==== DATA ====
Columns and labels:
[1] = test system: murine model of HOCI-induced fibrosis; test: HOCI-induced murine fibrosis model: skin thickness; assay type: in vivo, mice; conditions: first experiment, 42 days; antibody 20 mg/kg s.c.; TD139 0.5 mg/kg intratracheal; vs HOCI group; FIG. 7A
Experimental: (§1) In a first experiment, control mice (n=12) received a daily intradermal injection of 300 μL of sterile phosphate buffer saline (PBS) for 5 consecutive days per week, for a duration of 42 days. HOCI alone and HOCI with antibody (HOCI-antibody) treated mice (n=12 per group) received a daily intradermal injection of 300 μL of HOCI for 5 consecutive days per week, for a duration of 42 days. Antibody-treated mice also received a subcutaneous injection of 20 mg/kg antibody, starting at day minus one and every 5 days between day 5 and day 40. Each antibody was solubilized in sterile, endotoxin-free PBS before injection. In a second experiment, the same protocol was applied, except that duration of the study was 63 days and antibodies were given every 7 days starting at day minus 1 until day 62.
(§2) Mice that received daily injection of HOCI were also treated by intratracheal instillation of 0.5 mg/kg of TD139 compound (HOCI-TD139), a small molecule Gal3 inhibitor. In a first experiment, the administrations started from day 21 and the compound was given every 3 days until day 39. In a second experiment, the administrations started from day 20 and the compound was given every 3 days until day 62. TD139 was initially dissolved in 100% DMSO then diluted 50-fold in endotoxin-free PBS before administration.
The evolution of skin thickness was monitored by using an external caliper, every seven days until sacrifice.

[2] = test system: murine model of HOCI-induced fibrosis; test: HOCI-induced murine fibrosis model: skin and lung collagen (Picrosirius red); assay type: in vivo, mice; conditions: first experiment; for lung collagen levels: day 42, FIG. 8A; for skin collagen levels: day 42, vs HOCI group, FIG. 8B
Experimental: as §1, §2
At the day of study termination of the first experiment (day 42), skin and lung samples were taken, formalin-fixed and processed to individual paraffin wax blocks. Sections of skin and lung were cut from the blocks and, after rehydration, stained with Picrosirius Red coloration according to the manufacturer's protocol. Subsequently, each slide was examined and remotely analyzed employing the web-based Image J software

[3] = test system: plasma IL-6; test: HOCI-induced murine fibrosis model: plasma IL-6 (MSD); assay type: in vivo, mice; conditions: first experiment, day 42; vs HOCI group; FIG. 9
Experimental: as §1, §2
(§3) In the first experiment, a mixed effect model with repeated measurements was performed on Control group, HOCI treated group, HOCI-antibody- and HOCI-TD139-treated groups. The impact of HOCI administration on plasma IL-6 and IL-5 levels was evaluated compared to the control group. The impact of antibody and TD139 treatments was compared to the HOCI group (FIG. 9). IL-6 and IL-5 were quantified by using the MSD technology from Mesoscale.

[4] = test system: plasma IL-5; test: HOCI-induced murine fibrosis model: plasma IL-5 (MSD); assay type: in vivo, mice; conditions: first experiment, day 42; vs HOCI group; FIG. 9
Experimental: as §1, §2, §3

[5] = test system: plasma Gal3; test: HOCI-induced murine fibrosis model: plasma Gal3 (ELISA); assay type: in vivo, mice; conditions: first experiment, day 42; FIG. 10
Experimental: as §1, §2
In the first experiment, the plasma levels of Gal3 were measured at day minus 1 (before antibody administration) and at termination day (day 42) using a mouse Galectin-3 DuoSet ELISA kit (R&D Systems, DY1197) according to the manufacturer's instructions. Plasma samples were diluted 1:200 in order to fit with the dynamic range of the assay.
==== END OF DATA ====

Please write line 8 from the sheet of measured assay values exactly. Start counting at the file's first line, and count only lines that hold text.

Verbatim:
At the day of study termination of the first experiment (day 42), skin and lung samples were taken, formalin-fixed and processed to individual paraffin wax blocks. Sections of skin and lung were cut from the blocks and, after rehydration, stained with Picrosirius Red coloration according to the manufacturer's protocol. Subsequently, each slide was examined and remotely analyzed employing the web-based Image J software